It’s summer now, but winter will be here before you know it. In a bear market, a tight credit, high interest market, cash flow will be king. If you can’t afford it, don’t buy it because you’ll need the money to pay for your home, your food, and your heat this winter.
People may literally freeze and starve. One friend of mine calls it the “winter of death.” And don’t forget, we’re not done with COVID-19 yet. There will be a new variant this fall, and another spike this winter, just like the flu. It will cause further havoc with the world economy, and especially the U.S.
Compared with what’s coming, the media screaming about January 6th and guns will seem like first world problems, if all these signs come to fruition. I may be Chicken Little, but right now, I wouldn’t bet on me being wrong.
Ukraine’s sacrifice is nearly complete
Putin’s plan for Ukraine, after his initial overreach to take the whole country, is to grind down the forces defending the Donbas and the Azov sea, deprive Ukraine of access to Black Sea ports, and build itself a land bridge from Russia to Crimea. Russia wants to dig in and hold that land so that it cannot be dislodged.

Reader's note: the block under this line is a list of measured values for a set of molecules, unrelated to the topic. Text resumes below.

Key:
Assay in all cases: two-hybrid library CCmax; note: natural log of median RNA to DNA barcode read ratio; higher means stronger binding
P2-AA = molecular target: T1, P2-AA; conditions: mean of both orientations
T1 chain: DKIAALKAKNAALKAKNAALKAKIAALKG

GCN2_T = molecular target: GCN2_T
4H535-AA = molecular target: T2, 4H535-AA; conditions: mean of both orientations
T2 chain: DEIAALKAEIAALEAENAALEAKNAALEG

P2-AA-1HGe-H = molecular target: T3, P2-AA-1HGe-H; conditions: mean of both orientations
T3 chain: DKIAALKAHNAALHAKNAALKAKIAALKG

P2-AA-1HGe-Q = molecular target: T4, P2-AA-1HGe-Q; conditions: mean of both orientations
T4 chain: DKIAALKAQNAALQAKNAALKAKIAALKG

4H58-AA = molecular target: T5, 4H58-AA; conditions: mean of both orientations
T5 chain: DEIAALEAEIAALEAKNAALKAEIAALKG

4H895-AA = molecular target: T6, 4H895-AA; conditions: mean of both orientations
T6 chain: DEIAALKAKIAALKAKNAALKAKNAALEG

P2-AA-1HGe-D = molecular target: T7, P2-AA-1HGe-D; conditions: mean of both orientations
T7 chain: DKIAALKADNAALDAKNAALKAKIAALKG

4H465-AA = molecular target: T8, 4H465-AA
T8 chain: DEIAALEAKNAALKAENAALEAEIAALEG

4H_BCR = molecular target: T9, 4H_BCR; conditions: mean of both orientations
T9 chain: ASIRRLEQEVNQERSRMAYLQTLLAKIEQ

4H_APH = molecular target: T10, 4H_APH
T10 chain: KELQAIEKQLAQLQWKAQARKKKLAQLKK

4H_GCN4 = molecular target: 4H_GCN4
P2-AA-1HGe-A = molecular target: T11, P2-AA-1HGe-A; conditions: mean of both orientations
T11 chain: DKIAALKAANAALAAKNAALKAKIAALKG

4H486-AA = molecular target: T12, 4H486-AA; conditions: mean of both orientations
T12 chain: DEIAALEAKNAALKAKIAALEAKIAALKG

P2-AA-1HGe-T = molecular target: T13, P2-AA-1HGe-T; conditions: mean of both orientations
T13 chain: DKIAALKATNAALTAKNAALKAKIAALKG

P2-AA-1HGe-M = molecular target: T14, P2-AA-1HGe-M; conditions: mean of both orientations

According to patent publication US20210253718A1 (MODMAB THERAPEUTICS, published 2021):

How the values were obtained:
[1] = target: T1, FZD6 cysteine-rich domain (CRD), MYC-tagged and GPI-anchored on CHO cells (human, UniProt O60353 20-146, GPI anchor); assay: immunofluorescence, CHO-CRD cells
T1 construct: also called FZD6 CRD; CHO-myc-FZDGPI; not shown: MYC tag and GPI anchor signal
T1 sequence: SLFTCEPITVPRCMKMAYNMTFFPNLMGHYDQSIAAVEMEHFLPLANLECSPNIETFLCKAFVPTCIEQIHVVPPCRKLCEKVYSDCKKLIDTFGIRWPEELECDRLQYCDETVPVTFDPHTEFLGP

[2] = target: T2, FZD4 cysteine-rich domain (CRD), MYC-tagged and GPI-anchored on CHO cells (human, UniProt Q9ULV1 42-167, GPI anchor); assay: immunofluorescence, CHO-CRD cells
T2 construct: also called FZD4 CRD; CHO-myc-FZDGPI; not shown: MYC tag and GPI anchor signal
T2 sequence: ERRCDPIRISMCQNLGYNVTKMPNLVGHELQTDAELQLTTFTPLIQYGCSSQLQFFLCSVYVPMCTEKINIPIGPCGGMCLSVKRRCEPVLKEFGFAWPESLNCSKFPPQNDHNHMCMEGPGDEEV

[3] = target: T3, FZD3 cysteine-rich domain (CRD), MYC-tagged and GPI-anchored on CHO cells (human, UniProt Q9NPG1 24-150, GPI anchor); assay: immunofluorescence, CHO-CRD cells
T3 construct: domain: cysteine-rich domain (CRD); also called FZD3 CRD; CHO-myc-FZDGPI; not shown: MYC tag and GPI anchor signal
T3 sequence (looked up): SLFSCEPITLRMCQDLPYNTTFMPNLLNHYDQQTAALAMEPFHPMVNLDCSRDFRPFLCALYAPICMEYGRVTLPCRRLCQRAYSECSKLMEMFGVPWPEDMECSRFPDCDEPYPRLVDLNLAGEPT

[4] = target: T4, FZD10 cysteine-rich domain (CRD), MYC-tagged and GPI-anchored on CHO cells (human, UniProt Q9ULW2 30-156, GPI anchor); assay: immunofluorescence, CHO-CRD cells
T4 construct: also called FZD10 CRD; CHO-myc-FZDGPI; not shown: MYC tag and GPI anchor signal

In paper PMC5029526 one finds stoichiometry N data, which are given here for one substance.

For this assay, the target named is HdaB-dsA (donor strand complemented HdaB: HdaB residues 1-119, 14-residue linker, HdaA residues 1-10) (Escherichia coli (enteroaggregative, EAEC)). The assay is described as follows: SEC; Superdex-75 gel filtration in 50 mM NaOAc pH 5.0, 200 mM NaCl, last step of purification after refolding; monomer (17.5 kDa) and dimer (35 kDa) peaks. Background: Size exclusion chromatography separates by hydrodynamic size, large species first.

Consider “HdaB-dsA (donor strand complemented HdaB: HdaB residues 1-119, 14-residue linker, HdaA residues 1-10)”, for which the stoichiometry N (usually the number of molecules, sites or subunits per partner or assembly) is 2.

The tactic is to throw many, many men and hundreds of thousands of artillery rounds into the battle, without care of how many come home. Putin is paying families of dead Russian National Guard soldiers the equivalent of $81,500 (five million roubles). This is a fortune to poor Russian families, prompting at least one mum to react oddly to hearing her son’s voice on the phone.
Mateusz Sobieraj @MateuszSobiera3🤡 Orc Oleg's mother is upset that she won't get 5 million rubles #Ukraine #poland #russia #breakingnews #breaking #war #ukrainewar #polska #ukraina https://t.co/BjsBK7lZXH
Regardless of the effectiveness of western weapons and NATO tactics, Russia’s grind-to-dust strategy is working. The Washington Post reported a U.S. official said Russia is “likely to seize control of eastern Ukrainian region within weeks.”
The cities of Severodonetsk and Lysychansk, in Luhansk, are increasingly under duress and could fall to Russia within a week, said the official, who spoke on the condition of anonymity because of the sensitivity of the matter.